New Jersey Sports-Betting|Law Mined by 3rd Circuit

     PHILADELPHIA (CN) – Invoking Dr. Seuss, an attorney for New Jersey lawmakers urged the 3rd Circuit on Tuesday to revive sports gambling in the state’s casinos and racetracks.
     Michael Griffinger, representing the New Jersey Legislature, told a three-judge panel that lawmakers had followed the federal appeals court’s guidance by repealing portions of a pre-existing ban on sports wagering, instead of passing an affirmative license to hold sports bettering.
     “I said to my team, I want to channel Dr. Seuss,” Griffinger said. “You said what you said, and you meant what you meant, and we followed your guidance 100 percent.”
     Since federal law prohibits an “authorization” of sports wagering, the perplexed appellate judges skewered Theodore Olson, representing the state, to explain why New Jersey believes that a partial repeal works where authorization does not.
     “What does authorize mean?” Judge Marjorie Rendell asked. “Does it mean to permit, to allow, does it mean to sanction?”
     Olson argued that by repealing the state’s law, New Jersey effectively allowed casinos to self-regulate sports betting, falling fall short of active authorization.
     New Jersey’s opponents in the courtroom are the National Collegiate Athletic Association and all four major professional sports associations, all of which claimed in a 2014 complaint that the “repeal” of state prohibitions on sports gambling was partial in that it brought the practice only to casinos and racetracks.
     Having already sued over and defeated a 2012 iteration of New Jersey’s Sports Wagering Law, the leagues attacked the repeal “as a transparent attempt to circumvent this court’s injunction.”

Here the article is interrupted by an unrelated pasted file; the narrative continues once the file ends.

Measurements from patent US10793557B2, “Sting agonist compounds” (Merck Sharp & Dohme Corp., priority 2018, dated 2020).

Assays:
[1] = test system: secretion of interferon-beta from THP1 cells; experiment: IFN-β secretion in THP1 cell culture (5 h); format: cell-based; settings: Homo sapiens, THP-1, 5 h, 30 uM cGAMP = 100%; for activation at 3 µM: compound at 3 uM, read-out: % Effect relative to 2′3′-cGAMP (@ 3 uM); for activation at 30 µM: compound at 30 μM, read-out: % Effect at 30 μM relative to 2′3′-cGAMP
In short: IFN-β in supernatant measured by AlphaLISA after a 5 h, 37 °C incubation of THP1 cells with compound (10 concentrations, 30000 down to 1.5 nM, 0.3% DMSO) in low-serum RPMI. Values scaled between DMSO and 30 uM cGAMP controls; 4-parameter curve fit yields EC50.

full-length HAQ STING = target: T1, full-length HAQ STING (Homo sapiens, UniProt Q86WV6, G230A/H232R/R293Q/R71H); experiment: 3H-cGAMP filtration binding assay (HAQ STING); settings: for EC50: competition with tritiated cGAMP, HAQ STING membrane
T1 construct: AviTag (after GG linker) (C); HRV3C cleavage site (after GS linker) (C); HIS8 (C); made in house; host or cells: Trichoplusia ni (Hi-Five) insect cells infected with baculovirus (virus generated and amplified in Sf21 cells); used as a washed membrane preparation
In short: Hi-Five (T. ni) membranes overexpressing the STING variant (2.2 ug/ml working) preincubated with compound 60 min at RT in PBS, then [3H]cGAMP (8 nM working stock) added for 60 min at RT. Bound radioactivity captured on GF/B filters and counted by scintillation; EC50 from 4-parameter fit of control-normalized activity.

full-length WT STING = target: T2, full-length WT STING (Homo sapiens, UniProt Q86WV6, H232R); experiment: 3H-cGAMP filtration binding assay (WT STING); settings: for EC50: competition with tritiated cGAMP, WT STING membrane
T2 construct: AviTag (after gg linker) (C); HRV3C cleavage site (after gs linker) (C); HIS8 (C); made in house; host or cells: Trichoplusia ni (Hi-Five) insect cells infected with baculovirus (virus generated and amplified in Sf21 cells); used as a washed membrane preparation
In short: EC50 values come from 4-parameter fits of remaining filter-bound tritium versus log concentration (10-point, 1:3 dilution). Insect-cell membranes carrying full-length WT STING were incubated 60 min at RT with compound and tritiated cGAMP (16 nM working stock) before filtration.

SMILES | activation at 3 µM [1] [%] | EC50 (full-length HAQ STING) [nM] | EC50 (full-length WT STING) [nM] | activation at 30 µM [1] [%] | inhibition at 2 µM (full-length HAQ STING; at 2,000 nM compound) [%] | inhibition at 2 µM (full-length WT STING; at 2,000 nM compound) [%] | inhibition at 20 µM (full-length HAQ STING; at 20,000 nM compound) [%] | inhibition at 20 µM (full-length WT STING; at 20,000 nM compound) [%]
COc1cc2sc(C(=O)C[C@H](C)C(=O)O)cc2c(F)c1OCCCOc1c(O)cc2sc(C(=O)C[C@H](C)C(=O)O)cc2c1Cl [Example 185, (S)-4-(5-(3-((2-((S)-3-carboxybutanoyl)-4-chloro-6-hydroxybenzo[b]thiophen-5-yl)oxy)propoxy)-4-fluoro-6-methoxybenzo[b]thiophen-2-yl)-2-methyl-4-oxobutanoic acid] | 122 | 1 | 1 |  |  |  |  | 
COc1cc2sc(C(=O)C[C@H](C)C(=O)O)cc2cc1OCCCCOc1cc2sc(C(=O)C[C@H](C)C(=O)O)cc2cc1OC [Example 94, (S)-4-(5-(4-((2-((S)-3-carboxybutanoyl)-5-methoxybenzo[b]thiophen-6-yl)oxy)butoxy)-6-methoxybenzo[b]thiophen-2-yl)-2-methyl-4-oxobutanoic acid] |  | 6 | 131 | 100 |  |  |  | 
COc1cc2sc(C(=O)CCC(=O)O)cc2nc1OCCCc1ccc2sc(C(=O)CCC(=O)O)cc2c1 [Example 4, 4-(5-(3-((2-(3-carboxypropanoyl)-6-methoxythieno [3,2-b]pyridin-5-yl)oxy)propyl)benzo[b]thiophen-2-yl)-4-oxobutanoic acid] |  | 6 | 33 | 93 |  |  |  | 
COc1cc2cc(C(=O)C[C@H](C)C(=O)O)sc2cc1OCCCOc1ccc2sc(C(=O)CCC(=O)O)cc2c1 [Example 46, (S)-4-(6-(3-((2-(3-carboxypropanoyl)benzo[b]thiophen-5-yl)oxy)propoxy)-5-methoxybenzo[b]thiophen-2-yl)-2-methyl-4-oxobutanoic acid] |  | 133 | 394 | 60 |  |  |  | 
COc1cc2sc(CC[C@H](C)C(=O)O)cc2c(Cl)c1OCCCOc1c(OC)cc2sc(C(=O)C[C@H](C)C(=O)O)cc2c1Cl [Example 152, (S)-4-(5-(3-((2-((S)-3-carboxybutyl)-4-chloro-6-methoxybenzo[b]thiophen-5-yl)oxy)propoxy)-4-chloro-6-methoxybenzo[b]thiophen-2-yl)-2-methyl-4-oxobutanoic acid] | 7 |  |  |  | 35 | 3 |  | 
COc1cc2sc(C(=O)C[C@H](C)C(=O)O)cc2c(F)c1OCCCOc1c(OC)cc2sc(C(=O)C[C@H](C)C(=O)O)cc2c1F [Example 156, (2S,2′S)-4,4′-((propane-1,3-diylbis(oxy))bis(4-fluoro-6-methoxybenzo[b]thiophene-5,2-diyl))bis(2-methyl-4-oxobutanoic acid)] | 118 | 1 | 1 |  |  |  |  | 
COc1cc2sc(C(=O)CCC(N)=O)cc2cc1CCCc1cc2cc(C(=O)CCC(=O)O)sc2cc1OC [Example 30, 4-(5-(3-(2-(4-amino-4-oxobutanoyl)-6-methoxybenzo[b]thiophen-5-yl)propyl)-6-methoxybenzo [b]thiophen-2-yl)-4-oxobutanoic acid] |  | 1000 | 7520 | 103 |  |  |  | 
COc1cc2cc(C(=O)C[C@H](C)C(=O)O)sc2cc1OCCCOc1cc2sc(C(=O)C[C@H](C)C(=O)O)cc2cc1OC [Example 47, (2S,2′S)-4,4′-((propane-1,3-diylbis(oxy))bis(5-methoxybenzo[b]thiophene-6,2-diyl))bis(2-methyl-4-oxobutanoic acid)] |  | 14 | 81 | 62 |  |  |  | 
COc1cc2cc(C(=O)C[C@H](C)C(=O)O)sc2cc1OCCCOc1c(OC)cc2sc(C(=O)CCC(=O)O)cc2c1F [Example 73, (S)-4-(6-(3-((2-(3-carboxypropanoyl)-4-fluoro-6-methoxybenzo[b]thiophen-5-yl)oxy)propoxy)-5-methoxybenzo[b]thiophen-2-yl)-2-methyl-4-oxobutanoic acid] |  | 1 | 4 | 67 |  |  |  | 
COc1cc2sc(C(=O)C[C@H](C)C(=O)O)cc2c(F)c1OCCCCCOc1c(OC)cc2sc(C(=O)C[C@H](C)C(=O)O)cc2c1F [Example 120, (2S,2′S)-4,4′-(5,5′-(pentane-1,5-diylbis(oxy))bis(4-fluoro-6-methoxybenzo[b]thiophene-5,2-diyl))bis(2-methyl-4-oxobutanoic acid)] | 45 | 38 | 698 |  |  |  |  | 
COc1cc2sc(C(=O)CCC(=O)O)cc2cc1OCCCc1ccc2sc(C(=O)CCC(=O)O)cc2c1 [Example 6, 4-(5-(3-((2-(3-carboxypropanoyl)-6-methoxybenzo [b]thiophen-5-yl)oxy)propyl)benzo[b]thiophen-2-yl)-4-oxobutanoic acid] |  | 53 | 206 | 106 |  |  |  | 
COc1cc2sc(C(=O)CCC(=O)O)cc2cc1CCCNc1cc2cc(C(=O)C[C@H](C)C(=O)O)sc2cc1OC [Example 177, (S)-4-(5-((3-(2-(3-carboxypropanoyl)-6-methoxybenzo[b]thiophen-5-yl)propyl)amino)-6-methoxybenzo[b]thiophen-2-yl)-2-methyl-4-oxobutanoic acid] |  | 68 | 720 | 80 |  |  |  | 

U.S. District Judge Michael Shipp, the same jurist who blocked the 2012 law from taking effect, issued a temporary restraining order against the 2014 law and granted the leagues summary judgment that November.
     At Tuesday’s hearing before the 3rd Circuit, attorney Olson rejected implications from the appellate panel that New Jersey had authorizing gambling by intentionally corralling it into a handful of state-monitored facilities.
     “This is an Orwellian concept that a repeal in certain locations is somehow an authorization, and that a statute that was enacted to prohibit the spread of sports betting is constitutional only if you allow it to take place everywhere else,” Olson said.
     Paul Clement, representing the NCAA, told the court that there is a “problem in selecting venues as exceptions in the repeal that already allow authorized gambling.”
     “If there’s a partial repeal of prohibition and the only way you can do it is at the Kiwanis Club or some other club,” then there is authorization, Clement said.
     Judge Rendell posed a hypothetical to Peter Phipps, representing the United States, which filed an amicus brief.
     “What if you said, funeral homes are the only venues licensed by the state?” Rendell asked. “Or if veterinary homes were the only ones licensed by the state?”
     “It would be a prohibited license under the state,” Phipps said. “If it was a funeral home, and you broadened that license so that the funeral home could engage in sports wagering, you’ve essentially revised the license, you’ve expanded it.”
     Judge Maryanne Trump Barry chimed in that casinos “are the venues the state has determined need help.”
     New Jersey’s partial repeal of a ban on sports wagering comes at a time when Atlantic City has experienced four casino bankruptcies, and Gov. Chris Christie has had the city under emergency management since January.
     “Funeral homes are doing quite well,” Barry noted.

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